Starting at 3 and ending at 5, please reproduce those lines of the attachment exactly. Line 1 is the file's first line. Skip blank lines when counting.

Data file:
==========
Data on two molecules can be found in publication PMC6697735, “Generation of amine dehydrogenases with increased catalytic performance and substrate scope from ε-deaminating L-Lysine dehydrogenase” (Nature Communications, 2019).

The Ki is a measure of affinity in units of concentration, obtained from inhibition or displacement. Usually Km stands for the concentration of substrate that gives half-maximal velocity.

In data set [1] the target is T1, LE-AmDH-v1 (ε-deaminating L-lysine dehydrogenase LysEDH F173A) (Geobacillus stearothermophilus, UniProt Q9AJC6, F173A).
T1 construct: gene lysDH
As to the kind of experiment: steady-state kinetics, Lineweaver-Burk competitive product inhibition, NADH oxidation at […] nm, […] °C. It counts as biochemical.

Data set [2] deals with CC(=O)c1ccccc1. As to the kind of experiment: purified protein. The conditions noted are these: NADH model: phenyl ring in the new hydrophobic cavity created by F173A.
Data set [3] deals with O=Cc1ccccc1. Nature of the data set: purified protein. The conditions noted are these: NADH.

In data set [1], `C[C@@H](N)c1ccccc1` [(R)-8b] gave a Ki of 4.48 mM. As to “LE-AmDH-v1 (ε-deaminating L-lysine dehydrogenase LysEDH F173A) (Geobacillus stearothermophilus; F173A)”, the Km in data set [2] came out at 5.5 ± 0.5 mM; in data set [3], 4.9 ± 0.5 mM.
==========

In data set [1] the target is T1, LE-AmDH-v1 (ε-deaminating L-lysine dehydrogenase LysEDH F173A) (Geobacillus stearothermophilus, UniProt Q9AJC6, F173A).
T1 construct: gene lysDH
As to the kind of experiment: steady-state kinetics, Lineweaver-Burk competitive product inhibition, NADH oxidation at […] nm, […] °C. It counts as biochemical.